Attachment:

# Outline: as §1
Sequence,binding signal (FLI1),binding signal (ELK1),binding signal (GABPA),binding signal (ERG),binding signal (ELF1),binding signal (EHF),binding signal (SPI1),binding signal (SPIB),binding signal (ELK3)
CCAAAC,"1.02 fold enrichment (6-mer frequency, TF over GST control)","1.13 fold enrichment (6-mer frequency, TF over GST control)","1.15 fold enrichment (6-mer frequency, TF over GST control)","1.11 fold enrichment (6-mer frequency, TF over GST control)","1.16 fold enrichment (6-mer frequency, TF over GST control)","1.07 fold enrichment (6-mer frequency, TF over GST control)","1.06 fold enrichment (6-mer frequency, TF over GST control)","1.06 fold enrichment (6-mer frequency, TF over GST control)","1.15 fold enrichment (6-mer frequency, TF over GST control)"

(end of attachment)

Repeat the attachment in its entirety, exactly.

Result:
# Outline: as §1
Sequence,binding signal (FLI1),binding signal (ELK1),binding signal (GABPA),binding signal (ERG),binding signal (ELF1),binding signal (EHF),binding signal (SPI1),binding signal (SPIB),binding signal (ELK3)
CCAAAC,"1.02 fold enrichment (6-mer frequency, TF over GST control)","1.13 fold enrichment (6-mer frequency, TF over GST control)","1.15 fold enrichment (6-mer frequency, TF over GST control)","1.11 fold enrichment (6-mer frequency, TF over GST control)","1.16 fold enrichment (6-mer frequency, TF over GST control)","1.07 fold enrichment (6-mer frequency, TF over GST control)","1.06 fold enrichment (6-mer frequency, TF over GST control)","1.06 fold enrichment (6-mer frequency, TF over GST control)","1.15 fold enrichment (6-mer frequency, TF over GST control)"